Good idea

Generating ideas

It used to be popular for organisations to have a suggestions box for staff and customer improvement ideas. Sometimes the box would get opened and sometimes the suggestions would be followed up. Occasionally a really good idea would take off. In a digital world there are lots of virtual suggestion boxes for customers – probably less of them for employees. There are also lots of ideas from managers – for new products and services changes to organisational structures or for new software and hardware. How do we make sense of them? Is this a good idea?

Evaluating ideas

The obvious answer is to evaluate ideas when they emerge to determine if if is worthwhile to invest time and money in them, There are several ways to do this including:

  • A simple Pass/Fail test e.g. will the idea help us reach a goal? will it cost less than $X? Can we implement it in less than x months?
  • A Pros and Cons analysis i.e. you list the reasons for the idea alongside the reasons against it and perform a comparative analysis.
  • An Evaluation Checklist whereby you assess each idea against a set of criteria. Ideally there would only be 5-6 criteria and a 3 or 5 point scale. I have seen matrices that have 30-50 criteria and 10 point scales. The term “paralysis by analysis” comes to mind.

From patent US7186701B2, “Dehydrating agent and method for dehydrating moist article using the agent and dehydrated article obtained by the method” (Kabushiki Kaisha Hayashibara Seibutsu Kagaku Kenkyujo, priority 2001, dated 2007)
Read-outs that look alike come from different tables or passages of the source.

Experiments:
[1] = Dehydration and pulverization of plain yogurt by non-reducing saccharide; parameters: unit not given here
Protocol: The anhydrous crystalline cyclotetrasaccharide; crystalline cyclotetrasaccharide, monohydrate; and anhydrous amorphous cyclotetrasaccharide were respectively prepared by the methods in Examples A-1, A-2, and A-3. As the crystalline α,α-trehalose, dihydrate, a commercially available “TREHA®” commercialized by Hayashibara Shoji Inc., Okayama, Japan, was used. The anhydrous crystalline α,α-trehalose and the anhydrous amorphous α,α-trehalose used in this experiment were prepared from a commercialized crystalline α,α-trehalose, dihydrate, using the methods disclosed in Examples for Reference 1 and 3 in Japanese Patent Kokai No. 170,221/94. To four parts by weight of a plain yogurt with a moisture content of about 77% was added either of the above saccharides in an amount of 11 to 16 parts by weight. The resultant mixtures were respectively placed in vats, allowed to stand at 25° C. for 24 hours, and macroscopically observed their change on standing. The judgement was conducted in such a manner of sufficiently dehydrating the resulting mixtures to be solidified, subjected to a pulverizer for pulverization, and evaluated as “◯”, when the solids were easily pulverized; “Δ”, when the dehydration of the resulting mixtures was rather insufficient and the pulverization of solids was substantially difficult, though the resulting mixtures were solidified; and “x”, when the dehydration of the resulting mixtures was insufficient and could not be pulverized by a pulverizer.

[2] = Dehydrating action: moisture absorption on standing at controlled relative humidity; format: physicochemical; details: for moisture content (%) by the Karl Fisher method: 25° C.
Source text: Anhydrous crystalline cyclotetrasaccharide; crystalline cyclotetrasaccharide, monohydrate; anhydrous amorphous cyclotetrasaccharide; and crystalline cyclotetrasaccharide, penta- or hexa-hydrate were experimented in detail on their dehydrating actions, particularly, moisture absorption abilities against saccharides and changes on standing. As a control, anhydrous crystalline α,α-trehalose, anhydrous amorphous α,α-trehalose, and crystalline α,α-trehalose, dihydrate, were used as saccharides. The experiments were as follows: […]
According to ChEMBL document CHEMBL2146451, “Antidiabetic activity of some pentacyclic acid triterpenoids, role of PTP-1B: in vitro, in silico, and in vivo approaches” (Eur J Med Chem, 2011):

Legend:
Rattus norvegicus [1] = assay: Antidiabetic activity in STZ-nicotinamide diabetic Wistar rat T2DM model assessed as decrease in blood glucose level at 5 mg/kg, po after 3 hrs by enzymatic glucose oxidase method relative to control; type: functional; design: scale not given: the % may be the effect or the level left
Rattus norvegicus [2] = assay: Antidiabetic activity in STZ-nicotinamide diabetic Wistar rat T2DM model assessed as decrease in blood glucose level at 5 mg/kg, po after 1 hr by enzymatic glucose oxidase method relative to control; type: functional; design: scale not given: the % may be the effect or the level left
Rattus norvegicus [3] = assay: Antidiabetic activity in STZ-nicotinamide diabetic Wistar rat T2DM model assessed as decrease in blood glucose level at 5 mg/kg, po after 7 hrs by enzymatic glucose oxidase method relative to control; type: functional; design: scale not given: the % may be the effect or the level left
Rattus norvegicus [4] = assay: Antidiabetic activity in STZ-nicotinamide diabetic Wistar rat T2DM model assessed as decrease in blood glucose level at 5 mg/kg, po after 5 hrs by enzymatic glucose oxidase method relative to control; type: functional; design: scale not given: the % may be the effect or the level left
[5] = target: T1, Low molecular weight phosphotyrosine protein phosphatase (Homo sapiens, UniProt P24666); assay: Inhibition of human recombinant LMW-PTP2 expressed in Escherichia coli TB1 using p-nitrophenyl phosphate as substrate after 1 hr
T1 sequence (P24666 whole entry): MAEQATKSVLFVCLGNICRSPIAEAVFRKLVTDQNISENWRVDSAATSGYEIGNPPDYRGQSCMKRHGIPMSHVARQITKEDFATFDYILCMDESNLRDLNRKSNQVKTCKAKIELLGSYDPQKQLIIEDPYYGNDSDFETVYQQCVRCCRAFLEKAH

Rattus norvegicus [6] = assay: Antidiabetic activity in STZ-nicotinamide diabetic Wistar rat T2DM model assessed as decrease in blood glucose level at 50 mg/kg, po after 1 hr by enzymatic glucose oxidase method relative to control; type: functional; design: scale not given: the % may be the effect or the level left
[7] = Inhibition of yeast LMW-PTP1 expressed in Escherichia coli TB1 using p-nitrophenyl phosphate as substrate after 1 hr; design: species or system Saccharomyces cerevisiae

• A Four Quadrant Matrix like the Boston Consulting Group growth share matrix of stars, cash cows, question marks and dogs. This could use axes of your choosing but a suggested approach is provided below.

Exploring ideas

There is another point of view to consider. Should you leap directly from idea generation to evaluation? Should you explore ideas a little more before you try to pre-qualify or assess them? Could you do scenario planning where you imagine that the idea has been adopted and envision where that could lead? How about some creative thinking (De Bono-like) approaches? Would it be better to talk to customers first? Are there other stakeholders who could provide valuable perspectives? Ideas are exciting but most don’t make it to market. There is no perfect recipe for success so be open to new approaches.